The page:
The New Groove 2012

Photos & Text: Ry Beville

Why is Japanese music so patently bad?

So we asked the previous two years, and so we must ask again. Because it was, it is and, with the big picture unlikely to change soon, so shall it be. Japanese music is so bad, in fact, it seems like a parody of itself. Imagine SMAP doing a cover song of itself doing a cover song of itself, and so on. Everything just gets progressively worse.

Readers have challenged me to explain why it’s so bad. OK. Japanese music is so bad because it is. That ‘artist’ management companies and media production companies collude to produce such detritus of sound for their monopoly on popular attention simply indicates an overwhelming trend (and the extent of capitalism’s decadence). It is not an excuse.

This is not a totalitarian society. Cultural sterility does not abide. A robust public education system—responsible for near 100% literacy—includes ample music education. Musical equipment stores seem as ubiquitous as pachinko parlors. Internet is not a luxury, and Youtube is but a click away. Dewey youth may not always be encouraged to develop innate talents and pursue quixotic musical dreams (not when somebody’s got to bolster the dwindling workforce), but who’s to stop them?

That Japanese music is bad because it is, is demonstrated by the very small minority of really good acts here that prove it doesn’t have to be.

“Good” is not merely a matter of taste. In music, I think it is a fairly simple formula: originality + technique + ability to connect. In our interviews with Japan’s best underground, rock, jazz, organic and jam-style bands over the last three years, I’ve also observed that these members of what we’ve dubbed “The New Groove” all share one other common trait: a deep devotion to an established musical tradition or traditions. They look faithfully to the older masters and often reinterpret their musical legacies in unique ways. While neither new nor terribly surprising, this practice so common to musically rich cultures is sorely lacking in much of Japanese music. Good Japanese artists, time and again, demonstrate not just familiarity with, but also keen knowledge of, music from around the world.

Live DJ culture is contributing enormously to this ongoing education among artists, and even deserves much credit for exposing young listeners to older music they might not otherwise discover. They are the new critics of music, scouring the record bins of yesteryear for forgotten songs whose appeal transcends the decades, and whose compositions may inspire new musicians.

It’s a surprising development because live musicians and DJs once seemed so diametrically opposed. One created music, the other just sampled it—ripped it off in the eyes of many—or remixed it. Where’s the originality in that, people asked. Where is the art? In the end, a love of music seems to have brought the two camps together and their coexistence on the stage has proven increasingly popular to music fans. It’s unusual to go to a music festival now and not see DJs included in the line-up. Even smaller events at clubs and live houses will have popular DJs playing between band sets. Their name has become as big a draw as some of the headlining bands.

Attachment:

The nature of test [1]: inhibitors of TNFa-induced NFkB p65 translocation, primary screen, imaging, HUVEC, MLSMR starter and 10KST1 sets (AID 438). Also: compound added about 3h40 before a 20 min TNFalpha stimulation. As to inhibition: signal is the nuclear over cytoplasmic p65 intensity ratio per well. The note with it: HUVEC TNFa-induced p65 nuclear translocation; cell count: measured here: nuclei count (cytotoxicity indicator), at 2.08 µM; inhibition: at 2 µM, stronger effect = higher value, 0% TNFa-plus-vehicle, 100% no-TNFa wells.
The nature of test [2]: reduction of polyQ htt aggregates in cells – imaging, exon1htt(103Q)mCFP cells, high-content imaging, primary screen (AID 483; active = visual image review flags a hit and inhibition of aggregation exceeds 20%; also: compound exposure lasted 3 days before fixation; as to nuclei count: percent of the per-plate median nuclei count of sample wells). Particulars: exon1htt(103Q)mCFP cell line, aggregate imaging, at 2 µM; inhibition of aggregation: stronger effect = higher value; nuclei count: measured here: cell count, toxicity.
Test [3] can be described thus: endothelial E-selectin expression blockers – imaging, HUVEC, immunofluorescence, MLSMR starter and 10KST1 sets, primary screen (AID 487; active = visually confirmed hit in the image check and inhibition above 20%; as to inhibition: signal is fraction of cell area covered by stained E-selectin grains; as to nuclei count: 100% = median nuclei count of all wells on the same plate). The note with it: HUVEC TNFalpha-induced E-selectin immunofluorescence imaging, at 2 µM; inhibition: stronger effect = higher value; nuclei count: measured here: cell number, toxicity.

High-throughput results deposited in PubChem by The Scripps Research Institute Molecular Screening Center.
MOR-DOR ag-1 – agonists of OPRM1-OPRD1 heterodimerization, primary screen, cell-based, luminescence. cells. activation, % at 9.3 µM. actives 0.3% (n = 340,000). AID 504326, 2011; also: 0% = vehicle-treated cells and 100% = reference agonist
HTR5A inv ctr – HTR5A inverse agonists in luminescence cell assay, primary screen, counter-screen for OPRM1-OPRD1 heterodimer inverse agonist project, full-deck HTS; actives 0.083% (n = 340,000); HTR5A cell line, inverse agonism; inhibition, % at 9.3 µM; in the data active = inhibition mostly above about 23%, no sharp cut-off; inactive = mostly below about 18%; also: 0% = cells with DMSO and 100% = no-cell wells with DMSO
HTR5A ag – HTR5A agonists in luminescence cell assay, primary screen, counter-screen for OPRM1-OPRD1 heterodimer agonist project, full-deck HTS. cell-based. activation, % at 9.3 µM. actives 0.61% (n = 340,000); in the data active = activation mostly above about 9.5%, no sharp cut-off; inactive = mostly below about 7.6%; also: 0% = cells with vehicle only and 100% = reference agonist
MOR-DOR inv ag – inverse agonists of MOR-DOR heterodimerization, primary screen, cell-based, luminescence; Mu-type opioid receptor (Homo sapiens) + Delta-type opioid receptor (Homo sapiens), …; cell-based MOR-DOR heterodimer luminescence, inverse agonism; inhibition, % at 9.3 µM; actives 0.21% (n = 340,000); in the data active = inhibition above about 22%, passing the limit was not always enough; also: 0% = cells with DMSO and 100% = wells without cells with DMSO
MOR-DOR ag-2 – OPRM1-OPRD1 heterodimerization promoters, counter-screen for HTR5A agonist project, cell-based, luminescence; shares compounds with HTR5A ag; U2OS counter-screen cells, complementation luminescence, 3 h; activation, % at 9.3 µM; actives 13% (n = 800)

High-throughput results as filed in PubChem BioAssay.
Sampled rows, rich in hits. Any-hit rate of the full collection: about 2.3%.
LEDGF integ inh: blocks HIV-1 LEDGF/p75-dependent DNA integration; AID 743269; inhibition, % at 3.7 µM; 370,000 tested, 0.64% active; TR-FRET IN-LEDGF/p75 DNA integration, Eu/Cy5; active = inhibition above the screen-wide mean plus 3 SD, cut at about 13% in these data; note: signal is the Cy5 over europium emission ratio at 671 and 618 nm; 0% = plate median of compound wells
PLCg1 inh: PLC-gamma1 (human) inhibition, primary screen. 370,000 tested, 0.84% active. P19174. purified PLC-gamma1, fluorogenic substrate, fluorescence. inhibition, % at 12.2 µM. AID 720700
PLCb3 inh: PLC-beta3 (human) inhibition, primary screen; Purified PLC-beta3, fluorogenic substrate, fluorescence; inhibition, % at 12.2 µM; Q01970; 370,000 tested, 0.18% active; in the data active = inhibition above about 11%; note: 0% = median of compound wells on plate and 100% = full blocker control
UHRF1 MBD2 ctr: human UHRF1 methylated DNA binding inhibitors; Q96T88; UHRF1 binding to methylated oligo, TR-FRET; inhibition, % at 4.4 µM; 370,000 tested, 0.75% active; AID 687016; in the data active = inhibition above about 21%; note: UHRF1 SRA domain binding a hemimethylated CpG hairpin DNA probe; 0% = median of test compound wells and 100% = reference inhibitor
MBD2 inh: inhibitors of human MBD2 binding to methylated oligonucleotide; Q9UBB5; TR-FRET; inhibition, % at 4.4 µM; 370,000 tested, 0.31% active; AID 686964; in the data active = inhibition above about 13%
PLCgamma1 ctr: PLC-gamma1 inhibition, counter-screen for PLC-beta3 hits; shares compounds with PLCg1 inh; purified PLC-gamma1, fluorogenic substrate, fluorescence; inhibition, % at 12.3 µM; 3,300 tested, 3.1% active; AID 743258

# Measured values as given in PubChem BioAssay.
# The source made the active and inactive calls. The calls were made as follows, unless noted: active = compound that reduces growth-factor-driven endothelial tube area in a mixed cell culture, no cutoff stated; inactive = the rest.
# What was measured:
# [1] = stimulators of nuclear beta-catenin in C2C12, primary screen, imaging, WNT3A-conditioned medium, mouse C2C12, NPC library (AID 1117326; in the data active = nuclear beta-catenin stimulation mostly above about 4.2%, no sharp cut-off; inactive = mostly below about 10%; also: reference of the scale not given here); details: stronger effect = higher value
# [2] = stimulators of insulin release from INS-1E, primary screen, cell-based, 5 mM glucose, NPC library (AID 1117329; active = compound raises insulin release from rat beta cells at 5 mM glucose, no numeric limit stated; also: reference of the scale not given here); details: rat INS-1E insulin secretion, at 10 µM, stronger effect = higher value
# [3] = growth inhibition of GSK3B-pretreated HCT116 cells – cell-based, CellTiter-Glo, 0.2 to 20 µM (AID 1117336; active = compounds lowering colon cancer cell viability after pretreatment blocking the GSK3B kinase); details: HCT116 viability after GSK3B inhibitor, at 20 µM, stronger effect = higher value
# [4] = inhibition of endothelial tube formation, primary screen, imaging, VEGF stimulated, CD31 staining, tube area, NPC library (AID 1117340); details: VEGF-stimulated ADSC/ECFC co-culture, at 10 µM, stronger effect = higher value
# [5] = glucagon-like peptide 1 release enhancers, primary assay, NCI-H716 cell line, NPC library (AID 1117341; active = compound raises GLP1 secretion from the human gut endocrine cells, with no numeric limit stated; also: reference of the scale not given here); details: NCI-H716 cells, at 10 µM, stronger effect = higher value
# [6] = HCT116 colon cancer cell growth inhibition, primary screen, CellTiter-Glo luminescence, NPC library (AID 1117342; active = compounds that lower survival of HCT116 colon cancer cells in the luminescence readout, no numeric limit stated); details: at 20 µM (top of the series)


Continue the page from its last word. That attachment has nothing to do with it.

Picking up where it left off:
Bands, too, have embraced DJ sound and technique. California-based Sound Tribe Sector 9 (STS9) is an equal hybrid of live instruments and DJ-like electronica. They are leading the way in a convincing new genre: jam-band dance music, also known as “jamtronica” (though they describe themselves as “post-rock dance music”). Ironically, while carving out a new genre, they seem to challenge the very notion of genre. Their inclusion, meanwhile, in festivals such as Fuji Rock, Austin City Limits and Bonnaroo attests to their broad appeal across the musical spectrum.

This phenomenon has not passed Japan by. In fact, Japan is surging at the forefront of the movement in terms of talent and innovation. Veteran jam band Dachambo’s members include a DJ/keyboardist and their sound delves into dance and house music as it channels Phish, Widespread Panic and Grateful Dead. Cro-Magnon recreates the sound of house music, though as an accomplished instrumental trio with jazz roots. Nabowa has tipped their hat to DJs, too, noting that they listen to remixes of their own music, which in turn inspires them to play a song differently live. And a remix album of their music does indeed cast them in a new light, allowing the listener to appreciate them in new ways.

The nascent movement shows great potential. As DJs dig up more gems from the past and share it on the live circuit as a part of their sets, creative energy will continue to crackle among attentive musicians. And as the trademark DJ sound of looped beats and repeating melodies fuses itself ever more firmly to live music, artists will search for new ways to play with it, or against it—either way, new material will emerge.

Live DJs are about discovery. Their role is to share. It’s too soon to say, but their endeavors may just yet break the stranglehold bad music has on the Japanese public at large. When people are enlightened, they will always demand better. And when bands are enlightened, they will always play better. We have evidence enough of that already.













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